- (ii) by your personal trading company. Again this may also be by a company in a trading group. These holding companies are your ‘personal company’. See below for more details. The disposal will only qualify as long as it is associated with a disposal of either your interest in the partnership or of shares/securities in the company. Qualifying disposals that fall into this category are referred to as ‘associated disposals.
What assets are included in the entrepreneur’s relief calculation?
References above to ‘business’ includes any trade or profession. These do not include the letting of a property. The exception to the rule is furnished holiday lettings in the UK or European Economic Area (EEA). See page UKPN 2 in the UK property notes for guidance on furnished holiday lettings in the UK or EEA. We talked about holiday lets in another article.
A trading company is defined in TCGA 1992, s 165A(3) as a “company carrying on trading activities whose activities do not include to a substantial extent activity other than trading activities”.
It has always been understood that HMRC will regard any activity as not being substantial if it comprises less than 20% of the company’s activities.
A business closes down and the shareholder takes the profit into their name. The amount of income tax charged in this is just 10%. Please note that the persona also receives an annual Capital Gains Tax allowance.
Special purpose vehicle (SPV) — limited company
I would advise that people set up a limited company as a special purpose vehicle (SPV). The reason for this advice is because:
- A limited company limits the financial risks to the limited company, not your personal assets
- As a limited company, you are not tying yourself financially to any joint venture partner
- There is a perceived enhanced reputation by using a limited company
- It is more tax-efficient to have a limited company that is only taxed at 20% compared to a maximum of 45% income tax as an individual.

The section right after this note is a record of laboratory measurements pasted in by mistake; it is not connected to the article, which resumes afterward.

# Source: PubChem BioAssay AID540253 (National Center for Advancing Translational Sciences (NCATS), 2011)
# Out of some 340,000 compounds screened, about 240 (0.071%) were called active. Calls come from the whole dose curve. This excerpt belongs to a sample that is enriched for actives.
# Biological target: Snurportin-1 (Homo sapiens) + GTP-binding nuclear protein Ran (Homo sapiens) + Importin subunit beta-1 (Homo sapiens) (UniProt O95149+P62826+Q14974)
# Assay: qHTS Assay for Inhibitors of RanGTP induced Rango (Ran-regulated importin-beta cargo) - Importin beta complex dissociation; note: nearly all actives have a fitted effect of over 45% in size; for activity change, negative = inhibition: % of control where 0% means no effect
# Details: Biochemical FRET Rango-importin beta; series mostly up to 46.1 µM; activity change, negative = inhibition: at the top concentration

Download your buy to let tax guide here, written by our property accountants
Entrepreneurs relief to mitigate Capital Gains Tax (CGT)
You can claim entrepreneurs relief when you sell a property within a limited company that has paid corporation tax.
So, how much tax do you pay? You will pay 10% tax by making use of entrepreneurs’ relief rather than 18%/28% CGT.
Here is the process of setting up a limited company:
1 – Agree who are going to be the investors. They agree to put in £1 shares each
2 – Agree the amount of money that is to be loaned to the company
3 – Set up a limited company
4 – Set up a limited company bank account
5 – Ensure that bookkeeping is neat and tidy by using online software such as Xero
6 – Carry out the business/property transaction, making sure you get invoices for all the money that you spend
7 – The company is taxed at 20% of any profits made
8 – Payback any loans made
9 – The company is closed down and the remaining cash is distributed to the shareholders
10 – Shareholders are taxed at 10% entrepreneurs relief on closing down the limited company, after receiving the CGT allowance.
Example of entrepreneurs’ relief
1 – John and Jim agree to set up ABC Limited with £1 equity each
2 – They both agree to put in an additional £49,999 each as a loan
3 – An agreement is formed and signed
4 – ABC Limited is born on 3rd January 2015
5 – Bank accounts are set up so that one person issues a payment to be made and the other person has to authorise it. This ensures financial control of the money within the business. It also ensures that the two agree on how the money is spent in advance
6 – Jim agrees that he should look after all the paperwork
7 – They buy a property for £100,000 and sell it for £150,000. The business has made a profit of £50,000
8 – At the end of the financial year, 2nd January 2018, they work out that the profits are £50,000 as above and their accountant informs them that the 19% tax of £9,500 needs to be paid nine months later. This means that the business will have £140,500 (£2 equity plus £99,998 loan + £50,000 profit less £9,500 tax bill) left in the bank after the tax has been paid
9 – The company pays back the two loans of £49,999 (each). This leaves the company with £40,502 (£40,500 profit after tax and £2 equity shares)
10 – The balance of £40,502 is split between the two brothers. Each gets £20,001 (£20,000 share of the profits plus £1 equity)
11 – Jim and John do their self-assessments after closing the company down and they claim entrepreneurs’ relief at 10%. Tax is calculated as follows:
£20,251 profit plus the £1 equity
(£1) less the equity involved
(£11,300) less Capital Gains tax allowance
£8,950 taxable profit
£895 tax to pay (10% of the £8,950)
Please note to qualify for entrepreneurs relief the following must apply: